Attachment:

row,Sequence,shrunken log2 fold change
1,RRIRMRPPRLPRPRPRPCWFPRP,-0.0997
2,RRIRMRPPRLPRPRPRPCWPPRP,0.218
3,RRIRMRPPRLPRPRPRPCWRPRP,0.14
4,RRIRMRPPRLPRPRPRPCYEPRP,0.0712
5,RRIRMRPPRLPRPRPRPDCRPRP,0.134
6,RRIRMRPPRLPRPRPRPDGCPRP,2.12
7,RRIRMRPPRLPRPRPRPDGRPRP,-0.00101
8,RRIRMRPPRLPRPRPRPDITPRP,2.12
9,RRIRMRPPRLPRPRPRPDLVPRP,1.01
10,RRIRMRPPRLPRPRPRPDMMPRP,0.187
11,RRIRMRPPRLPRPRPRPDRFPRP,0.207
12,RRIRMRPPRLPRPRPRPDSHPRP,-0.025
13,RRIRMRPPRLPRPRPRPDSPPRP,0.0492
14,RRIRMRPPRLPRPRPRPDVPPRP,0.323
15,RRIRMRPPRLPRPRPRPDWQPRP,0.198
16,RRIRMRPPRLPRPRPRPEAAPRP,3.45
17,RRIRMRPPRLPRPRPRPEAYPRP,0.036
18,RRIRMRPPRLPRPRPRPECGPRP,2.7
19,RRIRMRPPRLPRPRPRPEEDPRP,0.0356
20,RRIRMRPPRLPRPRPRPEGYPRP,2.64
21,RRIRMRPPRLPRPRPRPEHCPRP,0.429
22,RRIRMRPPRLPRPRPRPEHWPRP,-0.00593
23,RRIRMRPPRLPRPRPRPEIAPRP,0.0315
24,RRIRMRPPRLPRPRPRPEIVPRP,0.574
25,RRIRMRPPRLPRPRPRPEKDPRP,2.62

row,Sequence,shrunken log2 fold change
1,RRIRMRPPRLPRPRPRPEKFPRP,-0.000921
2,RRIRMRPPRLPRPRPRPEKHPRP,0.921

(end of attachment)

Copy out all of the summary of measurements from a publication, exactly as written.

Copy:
row,Sequence,shrunken log2 fold change
1,RRIRMRPPRLPRPRPRPCWFPRP,-0.0997
2,RRIRMRPPRLPRPRPRPCWPPRP,0.218
3,RRIRMRPPRLPRPRPRPCWRPRP,0.14
4,RRIRMRPPRLPRPRPRPCYEPRP,0.0712
5,RRIRMRPPRLPRPRPRPDCRPRP,0.134
6,RRIRMRPPRLPRPRPRPDGCPRP,2.12
7,RRIRMRPPRLPRPRPRPDGRPRP,-0.00101
8,RRIRMRPPRLPRPRPRPDITPRP,2.12
9,RRIRMRPPRLPRPRPRPDLVPRP,1.01
10,RRIRMRPPRLPRPRPRPDMMPRP,0.187
11,RRIRMRPPRLPRPRPRPDRFPRP,0.207
12,RRIRMRPPRLPRPRPRPDSHPRP,-0.025
13,RRIRMRPPRLPRPRPRPDSPPRP,0.0492
14,RRIRMRPPRLPRPRPRPDVPPRP,0.323
15,RRIRMRPPRLPRPRPRPDWQPRP,0.198
16,RRIRMRPPRLPRPRPRPEAAPRP,3.45
17,RRIRMRPPRLPRPRPRPEAYPRP,0.036
18,RRIRMRPPRLPRPRPRPECGPRP,2.7
19,RRIRMRPPRLPRPRPRPEEDPRP,0.0356
20,RRIRMRPPRLPRPRPRPEGYPRP,2.64
21,RRIRMRPPRLPRPRPRPEHCPRP,0.429
22,RRIRMRPPRLPRPRPRPEHWPRP,-0.00593
23,RRIRMRPPRLPRPRPRPEIAPRP,0.0315
24,RRIRMRPPRLPRPRPRPEIVPRP,0.574
25,RRIRMRPPRLPRPRPRPEKDPRP,2.62

row,Sequence,shrunken log2 fold change
1,RRIRMRPPRLPRPRPRPEKFPRP,-0.000921
2,RRIRMRPPRLPRPRPRPEKHPRP,0.921